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Poor Mr. Stripey

Cherry tomatoes – check. We have plenty of those things. Cherokee Purple tomatoes – check. We haven’t had many, but they have been delicious. Love the color, too.  My lunch today was a juicy tomato sandwich featuring my latest Cherokee Purple.

Sliced Cherokee Purple

Sliced Cherokee Purple

But then there are my two Mr. Stripey plants. Every tomato so far has been a mess. I posted a picture of one here that was full of holes around the shoulders. Little did I know that would be my best of harvest so far. The others I’ve picked have had some kind of rot – yuk! I’m not sure exactly what kind of disease this is, does anyone else know?  I’m guessing it’s fungal. Here are the clues I can recognize.

2013-07-27 13.54.58 2013-07-27 13.56.07 Mr. Stripey #2 with rotMr. Stripey tomato with rot

The Mr. Stripey area is poorly mulched compared to the other tomato areas.

The Mr. Stripey plants were planted later than the other tomato plants and, I confess, were indifferently staked. The tomatoes have been closer to the soil, and the soil was not mulched well enough to keep splatter off.

Finally, we have had more rain than I can remember in an Alabama summer. It’s pouring right now, in fact, and I have only had to water the garden once since May.

I have the Mr. Stripeys better staked now, and I hope the next ones will be healthier. I must say, the parts that weren’t rotted were gorgeous and yummy!

2013-07-27 14.00.24 Mr. Stripey tomato sliced

In other garden news, the winter squash and the Cherokee Tears beans have sprouted, and the bell peppers look like they might give the hyper-productive cherry tomatoes a run for their money if the rain keeps up. The plants are loaded! I also harvested my little crop of shallots grown from slips. I know May planting is ridiculously late (or early) for the onion family but I enjoyed them. They are drying on the dining room table now.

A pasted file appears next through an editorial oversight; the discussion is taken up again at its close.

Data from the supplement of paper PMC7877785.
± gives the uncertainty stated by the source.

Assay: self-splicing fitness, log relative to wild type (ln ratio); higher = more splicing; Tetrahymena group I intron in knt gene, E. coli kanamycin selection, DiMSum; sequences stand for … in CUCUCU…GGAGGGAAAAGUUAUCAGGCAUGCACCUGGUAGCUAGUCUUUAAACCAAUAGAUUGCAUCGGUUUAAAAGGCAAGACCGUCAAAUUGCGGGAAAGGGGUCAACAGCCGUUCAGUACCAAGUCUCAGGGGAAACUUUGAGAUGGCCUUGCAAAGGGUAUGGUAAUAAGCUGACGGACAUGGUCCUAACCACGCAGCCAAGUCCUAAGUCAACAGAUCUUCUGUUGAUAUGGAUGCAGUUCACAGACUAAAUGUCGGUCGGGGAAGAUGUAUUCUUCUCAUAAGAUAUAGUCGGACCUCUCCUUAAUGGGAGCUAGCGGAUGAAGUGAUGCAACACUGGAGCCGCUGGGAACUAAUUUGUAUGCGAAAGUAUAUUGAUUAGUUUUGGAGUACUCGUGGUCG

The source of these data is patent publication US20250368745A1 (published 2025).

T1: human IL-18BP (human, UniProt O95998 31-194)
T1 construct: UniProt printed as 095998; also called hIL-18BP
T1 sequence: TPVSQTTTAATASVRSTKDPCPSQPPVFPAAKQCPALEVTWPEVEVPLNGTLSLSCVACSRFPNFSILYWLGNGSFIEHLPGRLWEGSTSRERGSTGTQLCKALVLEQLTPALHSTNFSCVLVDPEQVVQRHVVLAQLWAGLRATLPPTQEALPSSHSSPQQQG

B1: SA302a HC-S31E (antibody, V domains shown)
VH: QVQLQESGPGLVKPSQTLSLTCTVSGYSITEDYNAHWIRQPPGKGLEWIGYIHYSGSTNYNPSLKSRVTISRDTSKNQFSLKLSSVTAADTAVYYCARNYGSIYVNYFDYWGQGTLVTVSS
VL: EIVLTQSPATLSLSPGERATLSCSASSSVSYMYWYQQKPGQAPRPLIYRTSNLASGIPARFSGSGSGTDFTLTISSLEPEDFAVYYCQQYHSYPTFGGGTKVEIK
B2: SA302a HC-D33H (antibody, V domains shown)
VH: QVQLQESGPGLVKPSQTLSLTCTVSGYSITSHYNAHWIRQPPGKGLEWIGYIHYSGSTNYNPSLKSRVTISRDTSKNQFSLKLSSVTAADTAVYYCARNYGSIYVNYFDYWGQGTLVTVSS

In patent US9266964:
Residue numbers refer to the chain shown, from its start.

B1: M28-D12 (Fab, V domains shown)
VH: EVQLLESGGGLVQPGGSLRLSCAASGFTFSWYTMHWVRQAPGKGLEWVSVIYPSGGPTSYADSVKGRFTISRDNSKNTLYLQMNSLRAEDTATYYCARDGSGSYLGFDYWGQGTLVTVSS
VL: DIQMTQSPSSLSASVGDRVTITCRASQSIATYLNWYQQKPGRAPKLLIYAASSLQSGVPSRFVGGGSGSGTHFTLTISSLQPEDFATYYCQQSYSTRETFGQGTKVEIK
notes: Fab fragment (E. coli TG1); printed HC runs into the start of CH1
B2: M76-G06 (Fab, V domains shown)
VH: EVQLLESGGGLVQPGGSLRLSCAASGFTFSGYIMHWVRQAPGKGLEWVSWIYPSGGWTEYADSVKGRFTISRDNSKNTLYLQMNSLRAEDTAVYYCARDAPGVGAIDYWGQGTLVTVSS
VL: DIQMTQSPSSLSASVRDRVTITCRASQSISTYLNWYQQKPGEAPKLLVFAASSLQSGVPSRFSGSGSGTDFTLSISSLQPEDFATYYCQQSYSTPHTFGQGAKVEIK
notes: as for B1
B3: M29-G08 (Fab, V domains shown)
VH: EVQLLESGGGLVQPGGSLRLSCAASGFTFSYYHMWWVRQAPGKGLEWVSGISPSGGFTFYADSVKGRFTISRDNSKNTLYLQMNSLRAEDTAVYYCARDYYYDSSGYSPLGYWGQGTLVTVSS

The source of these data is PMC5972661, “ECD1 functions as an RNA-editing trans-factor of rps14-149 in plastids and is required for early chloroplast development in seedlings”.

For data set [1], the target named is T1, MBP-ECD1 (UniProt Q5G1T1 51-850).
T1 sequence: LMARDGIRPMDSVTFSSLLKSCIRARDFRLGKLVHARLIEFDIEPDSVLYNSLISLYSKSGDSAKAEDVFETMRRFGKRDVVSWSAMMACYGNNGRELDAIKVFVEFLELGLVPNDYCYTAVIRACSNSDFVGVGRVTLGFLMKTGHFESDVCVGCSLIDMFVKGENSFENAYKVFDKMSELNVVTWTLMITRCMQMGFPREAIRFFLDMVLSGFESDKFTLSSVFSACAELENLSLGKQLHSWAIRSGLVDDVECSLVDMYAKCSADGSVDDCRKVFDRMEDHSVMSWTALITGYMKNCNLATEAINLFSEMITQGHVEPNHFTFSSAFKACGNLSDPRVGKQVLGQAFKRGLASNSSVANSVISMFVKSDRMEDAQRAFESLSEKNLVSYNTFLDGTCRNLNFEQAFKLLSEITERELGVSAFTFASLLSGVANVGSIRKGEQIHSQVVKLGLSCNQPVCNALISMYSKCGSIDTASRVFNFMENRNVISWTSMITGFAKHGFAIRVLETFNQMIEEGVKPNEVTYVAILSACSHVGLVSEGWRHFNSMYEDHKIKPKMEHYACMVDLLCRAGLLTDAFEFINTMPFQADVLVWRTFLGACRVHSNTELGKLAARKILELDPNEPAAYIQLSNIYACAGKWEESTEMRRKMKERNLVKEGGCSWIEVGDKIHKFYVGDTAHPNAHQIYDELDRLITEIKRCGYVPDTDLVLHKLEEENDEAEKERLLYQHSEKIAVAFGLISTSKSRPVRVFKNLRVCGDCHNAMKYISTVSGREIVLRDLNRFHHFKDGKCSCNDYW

I also have a community garden plot that I checked this afternoon. The soil is poor and I didn’t amend it nearly enough, so most of my plantings are sad indeed. The exceptions are my zinnias and my carrots. I have the most beautiful carrot tops in the universe!  I planted my seed about May 15. After sixty days I had nice tops but no swelling of the root. Pulled up a plant for a 75-day test today and the roots are starting to swell. Isn’t it cute?

Carrot 75 days after seeding

Carrot

After snapping this picture I washed it off and ate it. Pardon my city girl thrill, but it tasted just like a carrot!

Soon I need to start picking limas so they aren’t too huge and mealy. Updates to come!

Gotcha!

Leaf-footed bug

Leaf-footed bug

My first post included a picture of a mystery bug, which I finally identified (with the help of a work friend) as a leaf-footed bug, a relative of the stink bug. When I read up on the devil, I learned that they are voracious eaters of veggies. With that, I went on the hunt. After three days I spotted him on my sunflowers, but when I went to get my terminator of choice I turned and almost stepped on my garden helper, Dusty.

Dusty, my miniature schnauzer

Dusty, my garden helper

After the yelp (mine) and scrambling around, the leaf-footed bug got the hint and disappeared.

Today I noticed him on the lavender, gazing longingly at my eggplants. This time I was able to get him! I’m staying as organic as possible, and didn’t want to spray anything toxic. My solution was a big water glass with a top. I crept up and got him in the water. With those long legs he was quite the swimmer, but eventually he succumbed, and no stink.  (If there are any insect lovers here I will admit it hurt me a bit to watch him struggle, but I managed.) I also drowned some regular stinkbugs that were procreating on my tomatoes.

Now, to steal the hopeful description of a cockroach from the immortal Erma Bombeck, I have to hope that my leaf-footeded bug was a single male, traveling alone. I’ll be watching.

July 21 harvest of eggplant, bell pepper, tomato and bowl of cherry tomatoes